Thiebaud preparing to retire after building Cy Ridge football program from scratch
Heading into the 2019-20 high school year, the Cypress Ridge football program will have to tackle an issue its never faced before.
When Cy Ridge head football coach and athletic coordinator Gary Thiebaud was still in the early years of his coaching career, he was asked by a co-worker who was fixing to retire, when he was going to retire. Thiebaud said he’d always thought he’d go until about the age of 65 and then he’ll see, because coaching is one of his passions and he really enjoys what he does.
Thiebaud started coaching at Cy Ridge in 2002—the campus’ inaugural school year.
On December 12, 2018, Thiebaud turned 65 and after a lot of discussion with his wife over the Christmas break, they made a decision.
“It’s been 17 years, and I feel really good about where we are; got a good group coming back, so I just felt like it was time,” Thiebaud said. “We’re ready to move on to something else.”
Thiebaud is now getting ready to step down from his duties after announcing in early January to players and staff that he will officially retire at the end of the 2018-19 contract year.
“CFISD has really been good to me,” Thiebaud said. “I’ve really enjoyed working here. I’ve been in this district for 25 years out of my 42. It’s a really good district. It gave me a lot of opportunities. It’s been a true blessing for me to be able to work in this district.”
With Thiebaud’s retirement, Cypress Ranch head football coach Gene Johnson will now be the only CFISD coach that has coached at a district campus for the entirety of the school’s existance.
Thiebaud’s career in education spanned 42 years, the last 17 at Cy Ridge. He will leave the program with 91 career wins, fifth all-time in CFISD history. In total, the Rams won two district titles and went to the playoffs eight times (2004, 2006, 2007, 2008, 2009, 2010, 2013), including the regional finals in 2016.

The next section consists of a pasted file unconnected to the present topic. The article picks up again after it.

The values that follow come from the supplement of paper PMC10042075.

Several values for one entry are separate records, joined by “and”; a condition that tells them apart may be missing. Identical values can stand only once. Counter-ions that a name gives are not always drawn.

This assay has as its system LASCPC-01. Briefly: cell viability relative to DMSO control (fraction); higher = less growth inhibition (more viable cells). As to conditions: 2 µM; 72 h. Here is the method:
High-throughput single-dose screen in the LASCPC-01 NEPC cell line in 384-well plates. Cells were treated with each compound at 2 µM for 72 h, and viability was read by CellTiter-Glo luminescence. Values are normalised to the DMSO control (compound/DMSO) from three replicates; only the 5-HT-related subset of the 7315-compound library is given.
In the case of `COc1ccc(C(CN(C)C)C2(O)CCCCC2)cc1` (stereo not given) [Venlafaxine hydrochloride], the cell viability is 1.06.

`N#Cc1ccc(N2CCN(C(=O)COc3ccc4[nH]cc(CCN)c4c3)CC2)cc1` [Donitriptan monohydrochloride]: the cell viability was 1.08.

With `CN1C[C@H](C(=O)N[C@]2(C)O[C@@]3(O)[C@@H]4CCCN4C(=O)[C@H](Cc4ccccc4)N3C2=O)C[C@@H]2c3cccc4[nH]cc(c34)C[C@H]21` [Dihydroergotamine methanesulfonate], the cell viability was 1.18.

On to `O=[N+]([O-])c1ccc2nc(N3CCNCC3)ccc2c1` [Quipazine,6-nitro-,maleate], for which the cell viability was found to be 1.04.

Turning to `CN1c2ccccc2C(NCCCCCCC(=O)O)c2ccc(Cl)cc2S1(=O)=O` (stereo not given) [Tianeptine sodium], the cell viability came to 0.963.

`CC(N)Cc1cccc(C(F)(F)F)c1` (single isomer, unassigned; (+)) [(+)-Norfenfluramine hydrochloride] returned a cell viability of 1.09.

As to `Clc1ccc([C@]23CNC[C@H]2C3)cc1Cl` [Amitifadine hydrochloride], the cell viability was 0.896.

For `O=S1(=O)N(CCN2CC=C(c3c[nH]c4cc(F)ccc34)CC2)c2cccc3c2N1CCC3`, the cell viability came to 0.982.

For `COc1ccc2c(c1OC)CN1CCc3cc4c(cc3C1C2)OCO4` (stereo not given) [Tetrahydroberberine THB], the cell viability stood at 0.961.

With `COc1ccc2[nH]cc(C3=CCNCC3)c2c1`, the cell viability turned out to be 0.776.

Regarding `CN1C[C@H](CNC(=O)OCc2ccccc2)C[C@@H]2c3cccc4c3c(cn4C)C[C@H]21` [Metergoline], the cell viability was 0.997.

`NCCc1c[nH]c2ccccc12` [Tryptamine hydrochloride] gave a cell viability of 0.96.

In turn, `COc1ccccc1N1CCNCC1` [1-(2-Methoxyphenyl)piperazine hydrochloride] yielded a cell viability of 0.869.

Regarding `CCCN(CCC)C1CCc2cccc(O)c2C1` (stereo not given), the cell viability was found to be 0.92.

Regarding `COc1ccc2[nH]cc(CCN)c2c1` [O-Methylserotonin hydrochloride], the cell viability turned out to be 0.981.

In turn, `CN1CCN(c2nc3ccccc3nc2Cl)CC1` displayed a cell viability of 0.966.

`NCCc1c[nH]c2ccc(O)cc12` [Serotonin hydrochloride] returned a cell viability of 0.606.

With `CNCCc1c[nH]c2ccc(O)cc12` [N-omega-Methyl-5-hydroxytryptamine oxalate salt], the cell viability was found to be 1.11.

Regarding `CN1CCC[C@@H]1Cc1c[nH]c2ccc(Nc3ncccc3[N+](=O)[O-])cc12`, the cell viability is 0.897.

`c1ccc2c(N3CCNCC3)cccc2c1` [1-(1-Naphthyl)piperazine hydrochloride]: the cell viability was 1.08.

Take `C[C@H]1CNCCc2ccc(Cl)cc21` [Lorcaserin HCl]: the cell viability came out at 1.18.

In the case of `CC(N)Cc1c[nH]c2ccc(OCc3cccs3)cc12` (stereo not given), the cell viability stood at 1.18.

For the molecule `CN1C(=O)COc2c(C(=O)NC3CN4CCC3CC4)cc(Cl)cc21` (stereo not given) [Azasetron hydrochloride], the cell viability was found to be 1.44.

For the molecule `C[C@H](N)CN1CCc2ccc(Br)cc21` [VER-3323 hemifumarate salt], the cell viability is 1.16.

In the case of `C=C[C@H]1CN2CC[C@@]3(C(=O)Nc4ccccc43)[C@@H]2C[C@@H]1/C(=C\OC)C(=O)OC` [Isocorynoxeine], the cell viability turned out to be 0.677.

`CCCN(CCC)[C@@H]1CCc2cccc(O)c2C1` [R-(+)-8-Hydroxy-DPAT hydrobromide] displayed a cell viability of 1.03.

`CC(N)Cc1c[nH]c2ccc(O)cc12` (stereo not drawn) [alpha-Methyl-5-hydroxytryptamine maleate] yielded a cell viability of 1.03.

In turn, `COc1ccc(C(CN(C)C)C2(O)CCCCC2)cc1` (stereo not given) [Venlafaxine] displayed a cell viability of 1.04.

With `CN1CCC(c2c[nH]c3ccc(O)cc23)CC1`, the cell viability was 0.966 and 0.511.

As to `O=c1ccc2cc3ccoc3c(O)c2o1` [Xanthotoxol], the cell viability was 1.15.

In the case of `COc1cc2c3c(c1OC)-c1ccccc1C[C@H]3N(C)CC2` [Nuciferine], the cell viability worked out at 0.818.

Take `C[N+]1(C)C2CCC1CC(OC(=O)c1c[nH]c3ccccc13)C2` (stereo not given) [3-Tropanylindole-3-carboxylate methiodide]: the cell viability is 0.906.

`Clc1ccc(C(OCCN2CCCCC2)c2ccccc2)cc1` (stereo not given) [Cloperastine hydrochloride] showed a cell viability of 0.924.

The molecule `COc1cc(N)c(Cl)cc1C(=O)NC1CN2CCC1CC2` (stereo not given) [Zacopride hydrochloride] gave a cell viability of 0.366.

“I appreciate all the help (Thiebaud) has given me professionally and personally,” Cy Ridge running backs coach Wes Nichols said via Twitter. “I’ve been with him 14 years and will truly miss him. I wish him the best of luck on his next endeavor.”
In Thiebaud’s last season in 2018, the Rams missed the postseason via a tiebreaker with Cy Creek after finishing with an overall record of 7-3 and district record of 5-3. The Cougars had beaten the Rams 37-7 during the regular season, helping them clinch the fourth and final playoff spot in District 17-6A with a district record of 5-3.
“If anybody would have told me you can be 7-3 and not make the playoffs, I would have called them a liar,” Thiebaud said. “But we did that, we went 7-3 and didn’t get in.”
In 2017, the Rams went 1-8 with a lot of young players. The coaching staff felt like they were going to be pretty good this year.
“We were,” Thiebaud said. “we ended up with an injury that really set us back.”
The Rams were unbeaten heading into the big district game against Jersey Village in week four when quarterback Noah Smith got injured during the second quarter. Smith didn’t return until the end of the season. However, the program has 15 starters coming back and feels good about where it stands and where it’s headed.
Among Thiebaud’s most notable achievements were winning the district championship in 2004, winning the district title again three years later, being selected to the Greater Houston Coaches Hall of Honor in 2013 and making it to the regional finals for the time in school history in 2016, where he was also a Touchdown Club of Houston Coach of the Year finalist.